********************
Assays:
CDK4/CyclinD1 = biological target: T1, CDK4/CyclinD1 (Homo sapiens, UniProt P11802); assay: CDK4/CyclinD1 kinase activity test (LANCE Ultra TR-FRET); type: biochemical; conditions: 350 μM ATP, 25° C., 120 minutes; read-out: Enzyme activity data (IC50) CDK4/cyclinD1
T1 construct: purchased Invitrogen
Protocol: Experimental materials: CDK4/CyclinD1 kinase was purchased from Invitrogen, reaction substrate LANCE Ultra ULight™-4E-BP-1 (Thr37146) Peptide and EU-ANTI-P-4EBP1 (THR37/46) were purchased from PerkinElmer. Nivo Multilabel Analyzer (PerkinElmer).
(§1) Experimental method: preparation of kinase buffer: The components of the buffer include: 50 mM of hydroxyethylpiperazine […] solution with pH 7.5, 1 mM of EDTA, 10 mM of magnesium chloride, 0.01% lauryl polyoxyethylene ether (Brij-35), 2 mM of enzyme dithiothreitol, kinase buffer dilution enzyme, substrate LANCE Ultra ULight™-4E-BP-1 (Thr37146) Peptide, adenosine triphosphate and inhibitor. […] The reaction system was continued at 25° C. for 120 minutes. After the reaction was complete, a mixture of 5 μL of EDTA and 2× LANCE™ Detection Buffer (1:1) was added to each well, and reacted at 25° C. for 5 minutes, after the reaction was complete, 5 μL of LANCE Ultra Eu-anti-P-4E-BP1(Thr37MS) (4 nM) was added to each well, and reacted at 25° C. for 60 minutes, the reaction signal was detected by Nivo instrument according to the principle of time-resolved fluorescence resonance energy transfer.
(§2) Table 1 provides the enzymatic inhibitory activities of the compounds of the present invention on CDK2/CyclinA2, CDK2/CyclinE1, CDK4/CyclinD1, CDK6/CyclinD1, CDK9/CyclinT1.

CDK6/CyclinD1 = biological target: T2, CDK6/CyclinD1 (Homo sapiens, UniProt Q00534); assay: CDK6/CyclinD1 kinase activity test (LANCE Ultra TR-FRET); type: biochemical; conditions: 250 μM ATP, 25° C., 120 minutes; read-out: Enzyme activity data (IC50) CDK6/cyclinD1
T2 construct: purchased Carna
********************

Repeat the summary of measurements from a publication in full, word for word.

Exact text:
Assays:
CDK4/CyclinD1 = biological target: T1, CDK4/CyclinD1 (Homo sapiens, UniProt P11802); assay: CDK4/CyclinD1 kinase activity test (LANCE Ultra TR-FRET); type: biochemical; conditions: 350 μM ATP, 25° C., 120 minutes; read-out: Enzyme activity data (IC50) CDK4/cyclinD1
T1 construct: purchased Invitrogen
Protocol: Experimental materials: CDK4/CyclinD1 kinase was purchased from Invitrogen, reaction substrate LANCE Ultra ULight™-4E-BP-1 (Thr37146) Peptide and EU-ANTI-P-4EBP1 (THR37/46) were purchased from PerkinElmer. Nivo Multilabel Analyzer (PerkinElmer).
(§1) Experimental method: preparation of kinase buffer: The components of the buffer include: 50 mM of hydroxyethylpiperazine […] solution with pH 7.5, 1 mM of EDTA, 10 mM of magnesium chloride, 0.01% lauryl polyoxyethylene ether (Brij-35), 2 mM of enzyme dithiothreitol, kinase buffer dilution enzyme, substrate LANCE Ultra ULight™-4E-BP-1 (Thr37146) Peptide, adenosine triphosphate and inhibitor. […] The reaction system was continued at 25° C. for 120 minutes. After the reaction was complete, a mixture of 5 μL of EDTA and 2× LANCE™ Detection Buffer (1:1) was added to each well, and reacted at 25° C. for 5 minutes, after the reaction was complete, 5 μL of LANCE Ultra Eu-anti-P-4E-BP1(Thr37MS) (4 nM) was added to each well, and reacted at 25° C. for 60 minutes, the reaction signal was detected by Nivo instrument according to the principle of time-resolved fluorescence resonance energy transfer.
(§2) Table 1 provides the enzymatic inhibitory activities of the compounds of the present invention on CDK2/CyclinA2, CDK2/CyclinE1, CDK4/CyclinD1, CDK6/CyclinD1, CDK9/CyclinT1.

CDK6/CyclinD1 = biological target: T2, CDK6/CyclinD1 (Homo sapiens, UniProt Q00534); assay: CDK6/CyclinD1 kinase activity test (LANCE Ultra TR-FRET); type: biochemical; conditions: 250 μM ATP, 25° C., 120 minutes; read-out: Enzyme activity data (IC50) CDK6/cyclinD1
T2 construct: purchased Carna